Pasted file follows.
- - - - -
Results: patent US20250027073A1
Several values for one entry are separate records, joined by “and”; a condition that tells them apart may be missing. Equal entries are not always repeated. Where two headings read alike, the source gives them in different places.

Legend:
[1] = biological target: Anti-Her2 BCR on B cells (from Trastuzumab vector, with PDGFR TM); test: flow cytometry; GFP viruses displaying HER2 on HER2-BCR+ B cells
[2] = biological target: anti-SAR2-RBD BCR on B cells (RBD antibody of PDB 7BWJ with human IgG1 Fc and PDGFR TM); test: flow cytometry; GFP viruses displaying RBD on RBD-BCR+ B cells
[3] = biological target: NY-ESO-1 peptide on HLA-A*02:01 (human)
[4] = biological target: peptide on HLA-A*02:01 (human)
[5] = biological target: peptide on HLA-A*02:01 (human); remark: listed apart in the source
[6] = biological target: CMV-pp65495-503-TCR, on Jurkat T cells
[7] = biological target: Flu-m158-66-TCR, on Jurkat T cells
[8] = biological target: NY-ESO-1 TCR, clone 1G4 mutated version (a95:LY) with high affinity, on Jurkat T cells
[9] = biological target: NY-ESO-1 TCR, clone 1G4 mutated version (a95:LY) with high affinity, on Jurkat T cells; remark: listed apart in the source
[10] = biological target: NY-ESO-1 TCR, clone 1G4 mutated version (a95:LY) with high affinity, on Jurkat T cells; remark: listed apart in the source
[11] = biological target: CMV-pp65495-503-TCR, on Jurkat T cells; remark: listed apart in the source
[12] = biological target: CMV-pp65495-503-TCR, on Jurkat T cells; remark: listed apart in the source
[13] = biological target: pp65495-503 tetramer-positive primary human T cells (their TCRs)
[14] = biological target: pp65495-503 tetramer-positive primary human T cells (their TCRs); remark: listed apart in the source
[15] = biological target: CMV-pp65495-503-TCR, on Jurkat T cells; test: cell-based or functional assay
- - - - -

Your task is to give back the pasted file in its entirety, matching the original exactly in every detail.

Results: patent US20250027073A1
Several values for one entry are separate records, joined by “and”; a condition that tells them apart may be missing. Equal entries are not always repeated. Where two headings read alike, the source gives them in different places.

Legend:
[1] = biological target: Anti-Her2 BCR on B cells (from Trastuzumab vector, with PDGFR TM); test: flow cytometry; GFP viruses displaying HER2 on HER2-BCR+ B cells
[2] = biological target: anti-SAR2-RBD BCR on B cells (RBD antibody of PDB 7BWJ with human IgG1 Fc and PDGFR TM); test: flow cytometry; GFP viruses displaying RBD on RBD-BCR+ B cells
[3] = biological target: NY-ESO-1 peptide on HLA-A*02:01 (human)
[4] = biological target: peptide on HLA-A*02:01 (human)
[5] = biological target: peptide on HLA-A*02:01 (human); remark: listed apart in the source
[6] = biological target: CMV-pp65495-503-TCR, on Jurkat T cells
[7] = biological target: Flu-m158-66-TCR, on Jurkat T cells
[8] = biological target: NY-ESO-1 TCR, clone 1G4 mutated version (a95:LY) with high affinity, on Jurkat T cells
[9] = biological target: NY-ESO-1 TCR, clone 1G4 mutated version (a95:LY) with high affinity, on Jurkat T cells; remark: listed apart in the source
[10] = biological target: NY-ESO-1 TCR, clone 1G4 mutated version (a95:LY) with high affinity, on Jurkat T cells; remark: listed apart in the source
[11] = biological target: CMV-pp65495-503-TCR, on Jurkat T cells; remark: listed apart in the source
[12] = biological target: CMV-pp65495-503-TCR, on Jurkat T cells; remark: listed apart in the source
[13] = biological target: pp65495-503 tetramer-positive primary human T cells (their TCRs)
[14] = biological target: pp65495-503 tetramer-positive primary human T cells (their TCRs); remark: listed apart in the source
[15] = biological target: CMV-pp65495-503-TCR, on Jurkat T cells; test: cell-based or functional assay